The Learning Centre:
Rising interest rates: what it could cost you (and what to do about it)
What goes up must come down. Well… until it goes back up again. We’re talking about interest rates of course!
What is the potential impact that rising interest rates have when it comes to the debt you carry? Well, let’s put it into perspective.
According to the Educators Financial Kickstart Challenge, 54% of education members have debt (other than a mortgage) they would like to get under control.
Now if rates were to rise by one percentage point over the next year (the Bank of Canada increased rates by a quarter of a percentage point on July 12, 2017), more than half of you may find it increasingly challenging to achieve that goal. That’s because according to a new RBC report, Canadian households would have to spend an additional two cents on debt repayments for every $1 of income.
While two cents may seem nominal, it adds up when you factor in Canada’s household median income, which as of July 2017 Statistics Canada currently has listed as $78,870 (which is within the ballpark of what you would be making if you’re well into your career and higher up on the pay grid).
That would mean an additional two cents would add up to roughly $130 more a month in debt repayments.
That’s an additional $1,560 a year simply towards servicing the interest on your debt (and that’s just on debt other than your mortgage).
True or false: a one-percentage point hike in the Bank of Canada interest rate would mean that the interest rate on your mortgage only goes up by 1%.
That would be false.
Let’s say you have a variable mortgage currently at a 3% interest rate. Since variable mortgage rates are generally set to the current level of interest rates, that 3% then becomes 4%—that’s an increase of 33%, not 1%.
So is it time to start taking an interest in interest rates?
That would be a yes. But don’t worry. There are steps you can take to avoid feeling the pinch (or worse) as rates are likely to continue to climb.
Start throwing extra money towards your debt while interest rates are still relatively low.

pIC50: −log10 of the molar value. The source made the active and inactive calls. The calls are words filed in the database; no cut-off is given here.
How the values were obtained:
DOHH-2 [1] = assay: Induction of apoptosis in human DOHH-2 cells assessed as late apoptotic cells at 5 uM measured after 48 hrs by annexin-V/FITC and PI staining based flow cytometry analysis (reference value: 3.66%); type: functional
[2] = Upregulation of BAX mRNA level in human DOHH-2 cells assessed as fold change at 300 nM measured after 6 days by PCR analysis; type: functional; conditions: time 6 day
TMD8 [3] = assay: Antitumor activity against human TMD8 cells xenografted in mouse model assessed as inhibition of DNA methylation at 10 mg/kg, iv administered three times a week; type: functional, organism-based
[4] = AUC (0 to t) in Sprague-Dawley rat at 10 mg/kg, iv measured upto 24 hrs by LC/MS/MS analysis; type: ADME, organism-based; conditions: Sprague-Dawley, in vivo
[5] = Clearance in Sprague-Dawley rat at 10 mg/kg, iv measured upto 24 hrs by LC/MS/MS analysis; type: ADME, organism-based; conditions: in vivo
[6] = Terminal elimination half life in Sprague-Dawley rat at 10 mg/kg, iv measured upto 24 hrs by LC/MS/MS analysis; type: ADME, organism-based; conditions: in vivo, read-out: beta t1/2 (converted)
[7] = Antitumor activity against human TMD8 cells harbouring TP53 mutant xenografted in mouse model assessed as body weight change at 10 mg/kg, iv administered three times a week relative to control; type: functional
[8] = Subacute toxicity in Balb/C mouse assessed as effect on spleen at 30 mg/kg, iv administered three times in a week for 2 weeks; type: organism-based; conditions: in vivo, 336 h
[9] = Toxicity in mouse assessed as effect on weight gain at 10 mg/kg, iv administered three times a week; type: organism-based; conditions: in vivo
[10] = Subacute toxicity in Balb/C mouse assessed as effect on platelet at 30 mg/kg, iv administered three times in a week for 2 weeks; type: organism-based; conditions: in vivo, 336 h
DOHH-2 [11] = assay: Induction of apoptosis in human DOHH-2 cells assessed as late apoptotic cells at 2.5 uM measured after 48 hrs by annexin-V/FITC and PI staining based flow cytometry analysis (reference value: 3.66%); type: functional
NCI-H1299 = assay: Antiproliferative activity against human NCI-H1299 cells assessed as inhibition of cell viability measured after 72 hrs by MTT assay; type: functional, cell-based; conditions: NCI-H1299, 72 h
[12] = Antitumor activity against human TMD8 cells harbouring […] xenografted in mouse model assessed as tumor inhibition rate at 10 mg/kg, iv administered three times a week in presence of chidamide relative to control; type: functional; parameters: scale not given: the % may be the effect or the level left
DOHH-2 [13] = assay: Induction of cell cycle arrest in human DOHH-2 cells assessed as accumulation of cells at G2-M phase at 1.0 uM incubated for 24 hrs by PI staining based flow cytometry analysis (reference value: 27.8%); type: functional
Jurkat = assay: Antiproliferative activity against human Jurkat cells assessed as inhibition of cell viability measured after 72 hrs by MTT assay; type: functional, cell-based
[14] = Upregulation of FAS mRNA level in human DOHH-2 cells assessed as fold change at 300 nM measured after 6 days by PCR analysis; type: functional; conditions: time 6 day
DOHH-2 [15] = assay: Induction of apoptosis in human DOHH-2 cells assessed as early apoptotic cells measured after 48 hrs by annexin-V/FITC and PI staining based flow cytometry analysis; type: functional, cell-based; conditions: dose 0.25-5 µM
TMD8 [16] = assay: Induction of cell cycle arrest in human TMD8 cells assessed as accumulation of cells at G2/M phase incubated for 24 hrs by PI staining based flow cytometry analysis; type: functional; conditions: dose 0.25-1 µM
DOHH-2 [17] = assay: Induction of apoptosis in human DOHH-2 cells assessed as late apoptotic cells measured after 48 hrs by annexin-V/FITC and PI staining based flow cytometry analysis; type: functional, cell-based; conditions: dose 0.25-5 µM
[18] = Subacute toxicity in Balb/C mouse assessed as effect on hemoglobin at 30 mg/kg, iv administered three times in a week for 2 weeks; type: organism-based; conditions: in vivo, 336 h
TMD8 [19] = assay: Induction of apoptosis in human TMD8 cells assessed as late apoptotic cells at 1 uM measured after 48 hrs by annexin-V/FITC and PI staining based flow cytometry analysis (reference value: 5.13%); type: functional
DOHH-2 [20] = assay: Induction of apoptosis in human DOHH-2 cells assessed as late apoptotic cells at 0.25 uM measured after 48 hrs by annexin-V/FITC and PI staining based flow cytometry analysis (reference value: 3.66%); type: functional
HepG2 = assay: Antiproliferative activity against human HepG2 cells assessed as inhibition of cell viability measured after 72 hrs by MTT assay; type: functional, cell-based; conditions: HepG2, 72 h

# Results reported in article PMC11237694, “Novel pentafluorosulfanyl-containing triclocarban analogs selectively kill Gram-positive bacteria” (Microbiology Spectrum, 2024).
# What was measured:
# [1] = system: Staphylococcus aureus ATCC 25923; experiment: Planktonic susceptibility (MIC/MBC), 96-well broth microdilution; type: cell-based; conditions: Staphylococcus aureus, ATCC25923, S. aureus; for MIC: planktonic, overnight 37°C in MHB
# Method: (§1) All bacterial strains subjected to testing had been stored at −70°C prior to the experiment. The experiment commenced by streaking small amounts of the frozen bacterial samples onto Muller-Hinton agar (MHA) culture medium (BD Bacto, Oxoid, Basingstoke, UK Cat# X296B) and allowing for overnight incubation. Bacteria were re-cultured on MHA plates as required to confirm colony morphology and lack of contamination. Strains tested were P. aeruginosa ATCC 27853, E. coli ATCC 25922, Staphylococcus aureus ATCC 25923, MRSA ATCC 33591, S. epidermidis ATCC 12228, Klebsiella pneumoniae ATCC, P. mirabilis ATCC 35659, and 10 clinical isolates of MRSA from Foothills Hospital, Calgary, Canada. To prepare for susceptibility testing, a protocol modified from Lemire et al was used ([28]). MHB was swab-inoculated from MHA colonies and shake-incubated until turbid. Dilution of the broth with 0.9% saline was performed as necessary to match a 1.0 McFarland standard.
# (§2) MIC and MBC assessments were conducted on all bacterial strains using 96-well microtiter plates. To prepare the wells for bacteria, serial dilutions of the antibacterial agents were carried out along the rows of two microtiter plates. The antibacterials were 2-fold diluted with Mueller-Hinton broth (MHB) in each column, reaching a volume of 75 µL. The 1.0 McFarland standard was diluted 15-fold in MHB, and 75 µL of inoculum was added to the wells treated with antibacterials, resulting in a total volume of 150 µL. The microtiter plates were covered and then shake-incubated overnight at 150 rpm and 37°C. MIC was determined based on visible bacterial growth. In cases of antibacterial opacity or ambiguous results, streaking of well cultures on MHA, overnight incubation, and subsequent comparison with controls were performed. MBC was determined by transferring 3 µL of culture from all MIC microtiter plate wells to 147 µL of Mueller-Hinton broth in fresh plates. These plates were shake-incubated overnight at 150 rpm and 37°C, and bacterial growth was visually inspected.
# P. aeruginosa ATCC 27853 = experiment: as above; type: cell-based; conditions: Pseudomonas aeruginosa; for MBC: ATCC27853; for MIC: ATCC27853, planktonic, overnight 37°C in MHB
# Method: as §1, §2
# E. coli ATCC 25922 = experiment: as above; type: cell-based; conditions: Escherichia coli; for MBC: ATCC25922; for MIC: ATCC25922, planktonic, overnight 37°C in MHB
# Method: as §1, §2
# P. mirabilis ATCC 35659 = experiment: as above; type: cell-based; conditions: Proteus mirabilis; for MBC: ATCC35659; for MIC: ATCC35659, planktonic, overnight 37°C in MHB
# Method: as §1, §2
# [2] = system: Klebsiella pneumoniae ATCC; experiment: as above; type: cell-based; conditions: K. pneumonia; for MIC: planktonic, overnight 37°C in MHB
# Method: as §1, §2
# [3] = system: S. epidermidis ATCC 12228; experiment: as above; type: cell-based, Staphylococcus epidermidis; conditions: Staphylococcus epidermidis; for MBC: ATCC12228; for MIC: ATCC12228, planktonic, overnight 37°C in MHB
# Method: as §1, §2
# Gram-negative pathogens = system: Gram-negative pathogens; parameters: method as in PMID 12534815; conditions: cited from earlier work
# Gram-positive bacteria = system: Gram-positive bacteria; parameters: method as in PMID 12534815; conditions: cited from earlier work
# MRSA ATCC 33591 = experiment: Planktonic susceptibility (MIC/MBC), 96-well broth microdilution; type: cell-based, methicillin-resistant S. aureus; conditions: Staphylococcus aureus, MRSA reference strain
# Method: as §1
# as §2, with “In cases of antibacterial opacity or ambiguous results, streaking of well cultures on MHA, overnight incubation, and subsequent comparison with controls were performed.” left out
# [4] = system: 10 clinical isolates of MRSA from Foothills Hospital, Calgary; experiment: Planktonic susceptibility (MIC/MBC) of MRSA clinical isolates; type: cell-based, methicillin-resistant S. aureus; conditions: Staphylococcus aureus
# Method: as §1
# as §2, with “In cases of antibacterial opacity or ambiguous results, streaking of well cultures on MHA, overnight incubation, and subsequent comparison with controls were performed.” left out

If this means downsizing your summer plans, so be it. The more money you can put towards paying off your debt before interest rates climb any further (and they most likely will)—the more of that money will go towards paying down the principal (and the less your cash flow will be impacted when those rates reach their peak).
Looking to free up cash flow so you can start paying off debt sooner? Here are 5 tips for saving up to $500 a month!
Consolidate multiple high-interest credit cards and debt into one low-rate line of credit.
If you’re making multiple debt repayments each month all at varying interest rates, you’re stretching your finances unnecessarily. A line of credit can streamline all that debt into one manageable monthly payment, freeing up cash flow so you can pay your debt off faster, saving you money in the long run. Something you’ll appreciate, particularly should interest rates continue to rise.
Consider increasing the frequency of your debt payments.
Besides the interest rate, the biggest detriment to any debt repayment is time. The longer it takes to pay off, the more that debt costs you. If you have a mortgage, simply switching from monthly payments to accelerated bi-weekly payments can severely cut down your amortization period and save you loads of money in interest over the duration of your mortgage. The same goes for credit cards and loans. Whether you choose to consolidate that debt or not, making payments twice a month versus once a month will mean you’re putting more money towards paying down the principal.
Renew your mortgage early before rates go up any further.
Is your mortgage coming up for renewal in the next year or two? If rising rates have you feeling a little anxious, you may want to sit down with one of our accredited mortgage professionals to discuss renewing early (so you can lock in at current rates).
Shop around for the best rate.
Whether interest rates are rising or not, shopping around for the best rate is something you should be doing regardless. Naturally, the higher your credit rating, the better your bargaining power will be during your rate search and negotiations. So be sure to always make at least the minimum payment by the due date each month to keep your rating in excellent standing.
Get an educator-specific opinion.
Whether you’re shopping around for your first mortgage, are looking to renew/refinance your existing one, or wanting to consolidate multiple high-interest credit cards and loans before interest rates climb any higher—reach out to Educators Financial Group. Because no matter where you are on the pay grid or what your pension income is in retirement, we can offer you the lending solution that fits your specific financial situation and provides you with peace of mind.
The information provided is general in nature and is provided with the understanding that it may not be relied upon as, nor considered to be, the rendering of tax, legal, accounting or professional advice. Please ensure to consult your accountant and/or legal advisor for specific advice related to your circumstances. Educators Financial Group will not be held responsible or liable for any losses, costs, damages or expenses incurred by reason of reliance as a result of the aforementioned information. The information presented was obtained from sources that are believed to be reliable. However, Educators Financial Group cannot guarantee their completeness or accuracy.